Clark Ashton Smith: Thoughts on the Fiftieth Anniversary of His Death

Today marks the fiftieth anniversary of the death Clark Ashton Smith, the unfortunately least well known of the triumvirate that included Robert E. Howard and H. P. Lovecraft. With this sad anniversary in mind, I have a few thoughts I want to put down.

Clark Ashton Smith is one of my favorite writers, arguably fighting it out with Mieville and Mashima. Though I am but a newbie to the world of Clark Ashton Smith, every time I read a story of his, I am enthralled and enjoy every minute of the reading experience. The language that Smith uses is simply prose poetry- dense, powerful, and amazing. What the New Weird attempts, Smith achieves. It is as simple as that.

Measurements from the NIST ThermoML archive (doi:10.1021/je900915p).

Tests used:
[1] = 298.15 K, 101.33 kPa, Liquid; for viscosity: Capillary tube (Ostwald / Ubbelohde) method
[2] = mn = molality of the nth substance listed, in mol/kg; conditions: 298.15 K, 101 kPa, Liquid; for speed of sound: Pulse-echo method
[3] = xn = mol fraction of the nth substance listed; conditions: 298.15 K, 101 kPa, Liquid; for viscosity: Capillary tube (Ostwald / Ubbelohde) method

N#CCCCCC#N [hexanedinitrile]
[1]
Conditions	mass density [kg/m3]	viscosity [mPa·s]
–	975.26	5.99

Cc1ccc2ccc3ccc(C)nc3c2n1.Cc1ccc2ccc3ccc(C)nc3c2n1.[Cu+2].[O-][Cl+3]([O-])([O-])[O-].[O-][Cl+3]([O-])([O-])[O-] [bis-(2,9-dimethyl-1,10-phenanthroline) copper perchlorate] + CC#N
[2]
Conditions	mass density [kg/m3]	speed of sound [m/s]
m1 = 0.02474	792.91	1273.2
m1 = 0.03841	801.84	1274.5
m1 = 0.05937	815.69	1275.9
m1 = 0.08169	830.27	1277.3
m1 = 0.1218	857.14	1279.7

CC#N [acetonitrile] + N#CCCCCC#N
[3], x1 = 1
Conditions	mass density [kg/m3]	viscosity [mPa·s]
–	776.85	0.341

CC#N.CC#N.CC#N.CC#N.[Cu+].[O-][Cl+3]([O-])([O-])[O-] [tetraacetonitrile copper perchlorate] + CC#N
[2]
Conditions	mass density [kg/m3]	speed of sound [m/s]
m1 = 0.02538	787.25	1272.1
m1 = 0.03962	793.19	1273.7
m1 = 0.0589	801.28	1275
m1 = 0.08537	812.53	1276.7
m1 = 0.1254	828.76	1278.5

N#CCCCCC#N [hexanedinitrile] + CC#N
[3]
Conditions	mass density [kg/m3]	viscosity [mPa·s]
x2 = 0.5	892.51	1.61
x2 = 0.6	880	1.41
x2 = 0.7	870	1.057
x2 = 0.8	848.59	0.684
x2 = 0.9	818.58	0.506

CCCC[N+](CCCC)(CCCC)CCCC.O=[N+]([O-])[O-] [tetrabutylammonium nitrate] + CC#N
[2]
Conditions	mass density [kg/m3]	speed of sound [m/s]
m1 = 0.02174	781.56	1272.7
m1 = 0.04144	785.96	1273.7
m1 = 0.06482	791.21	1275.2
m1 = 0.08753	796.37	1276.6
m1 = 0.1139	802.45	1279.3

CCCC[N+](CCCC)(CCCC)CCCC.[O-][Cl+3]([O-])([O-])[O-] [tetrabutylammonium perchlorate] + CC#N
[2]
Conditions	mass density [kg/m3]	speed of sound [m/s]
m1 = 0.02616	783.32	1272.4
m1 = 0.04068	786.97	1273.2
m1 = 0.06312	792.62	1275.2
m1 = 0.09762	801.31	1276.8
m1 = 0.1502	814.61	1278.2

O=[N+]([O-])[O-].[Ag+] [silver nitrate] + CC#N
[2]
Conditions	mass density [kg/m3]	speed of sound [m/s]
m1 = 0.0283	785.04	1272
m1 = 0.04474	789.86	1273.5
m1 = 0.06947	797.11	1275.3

While imitation may be a sincere form of flattery, I do not think that having clones or imitators is a good thing for a writer. Take Tolkien’s clones for example. Their artistic flaws reflect negatively on the whole, genre and Tolkien. When many artists blast Tolkien, often they seem, I think, to mistake the problems of the imitator with that of the master.  So, in a way, I am glad that there are no Smith imitators.

I have yet to have the pleasure of reading the complete works of Smith, but that is one thing I hope to accomplish as the year passes by.

That’s it for now. I’ll try to get another post or two up by the weekend.


Posted on August 16, 2011, in Books and tagged . Bookmark the permalink. Leave a comment.

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